Fig. 14-55 Final Construction of PV System at the Olympic Swimming Complex in Atlanta, Georgia. Source: Solar Design Associates, Inc., DoE/NREL

• PV system battery charging has been applied at an electric vehicle recharging station in Southern Florida. The system is grid-connected and can sell power when vehicle-charging load is below system output.

• PV systems have been applied for certain sectionalizing switches on the Public Service Company of New Mexico's transmission line. Even though conventional power was available, the cost of transformers, surge arrestors, switches, and rectifiers to make the dc required for switch operation was greater than the cost of the installed PV system.

• Cathodic protection of pipelines is an economical and effective application of PVs to solve corrosion problems. The solution is an electric current from a PV source to counteract the natural corrosive currents generated around buried metallic devices.

PV systems have commonly been combined with other technologies at isolated sites in establishing a village energy concept by which multiple systems are combined to produce the optimal blend of life-cycle energy costs and reliability. This includes use with conventional Diesel engine power systems or, in some cases, with other renewable systems, such as WECS to eliminate the need for fuel or electricity acquisition and delivery. In one interesting application at a Tokyo Japan, water re-use promotion center, a desalination system uses both PVs and solar thermal applications for the membrane distillation process. The system produces fresh water by passing sea water through a membrane module. Heat to warm the seawater is provided by a solar collector and the pumps are powered by PV panels so that the system can be installed at sites without any other electricity source or fuel supply.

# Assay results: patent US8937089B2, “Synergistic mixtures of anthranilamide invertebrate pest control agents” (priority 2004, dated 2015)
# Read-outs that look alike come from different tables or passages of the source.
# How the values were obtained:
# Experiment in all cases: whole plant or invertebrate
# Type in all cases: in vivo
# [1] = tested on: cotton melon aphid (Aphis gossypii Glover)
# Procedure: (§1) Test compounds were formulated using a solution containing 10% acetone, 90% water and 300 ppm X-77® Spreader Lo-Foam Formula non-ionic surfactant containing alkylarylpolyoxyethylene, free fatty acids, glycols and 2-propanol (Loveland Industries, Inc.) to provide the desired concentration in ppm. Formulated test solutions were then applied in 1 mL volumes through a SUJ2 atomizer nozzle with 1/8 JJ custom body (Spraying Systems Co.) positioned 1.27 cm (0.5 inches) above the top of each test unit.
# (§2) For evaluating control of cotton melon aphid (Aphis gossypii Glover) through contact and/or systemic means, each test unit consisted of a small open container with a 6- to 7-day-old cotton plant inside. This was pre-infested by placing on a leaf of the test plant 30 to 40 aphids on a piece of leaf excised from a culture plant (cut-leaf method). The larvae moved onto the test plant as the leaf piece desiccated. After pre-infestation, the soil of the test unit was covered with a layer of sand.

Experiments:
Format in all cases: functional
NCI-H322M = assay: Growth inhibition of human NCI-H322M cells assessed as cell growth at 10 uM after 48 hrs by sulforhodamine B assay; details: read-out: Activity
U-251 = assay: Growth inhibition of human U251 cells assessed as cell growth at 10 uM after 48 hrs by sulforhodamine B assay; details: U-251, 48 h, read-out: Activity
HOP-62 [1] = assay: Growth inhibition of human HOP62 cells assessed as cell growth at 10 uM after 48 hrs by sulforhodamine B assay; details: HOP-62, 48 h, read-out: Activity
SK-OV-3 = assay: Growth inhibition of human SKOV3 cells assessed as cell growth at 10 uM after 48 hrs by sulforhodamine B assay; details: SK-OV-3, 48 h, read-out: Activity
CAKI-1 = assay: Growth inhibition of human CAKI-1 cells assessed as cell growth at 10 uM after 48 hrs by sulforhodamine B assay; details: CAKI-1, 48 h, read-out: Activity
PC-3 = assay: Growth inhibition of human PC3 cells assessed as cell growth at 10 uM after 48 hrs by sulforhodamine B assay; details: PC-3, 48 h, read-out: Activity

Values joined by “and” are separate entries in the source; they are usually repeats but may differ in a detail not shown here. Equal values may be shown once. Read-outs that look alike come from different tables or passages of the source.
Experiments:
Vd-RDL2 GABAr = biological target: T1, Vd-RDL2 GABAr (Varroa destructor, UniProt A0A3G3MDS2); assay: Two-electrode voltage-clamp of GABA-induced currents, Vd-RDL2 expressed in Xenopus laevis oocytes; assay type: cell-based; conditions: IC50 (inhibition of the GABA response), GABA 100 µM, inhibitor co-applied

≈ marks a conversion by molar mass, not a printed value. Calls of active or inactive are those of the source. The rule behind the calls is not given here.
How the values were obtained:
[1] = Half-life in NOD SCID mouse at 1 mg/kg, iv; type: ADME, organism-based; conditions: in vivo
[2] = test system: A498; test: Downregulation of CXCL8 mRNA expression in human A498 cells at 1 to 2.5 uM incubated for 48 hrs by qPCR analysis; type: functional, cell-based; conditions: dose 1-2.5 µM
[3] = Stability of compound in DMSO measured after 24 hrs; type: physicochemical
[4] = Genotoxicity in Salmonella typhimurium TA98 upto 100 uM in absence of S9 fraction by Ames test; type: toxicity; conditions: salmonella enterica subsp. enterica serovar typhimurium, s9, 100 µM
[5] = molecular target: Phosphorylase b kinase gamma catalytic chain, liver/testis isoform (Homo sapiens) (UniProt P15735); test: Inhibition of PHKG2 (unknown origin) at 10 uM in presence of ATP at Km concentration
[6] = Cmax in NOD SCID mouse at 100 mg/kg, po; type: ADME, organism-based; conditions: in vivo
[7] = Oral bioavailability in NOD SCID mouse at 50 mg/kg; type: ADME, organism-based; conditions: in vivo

PVs may soon be used to generate hydrogen through the electrolysis of water. This hydrogen can be stored and ultimately used for normal combustion (as a cleaner source than fossil fuels) or to generate power in a fuel cell.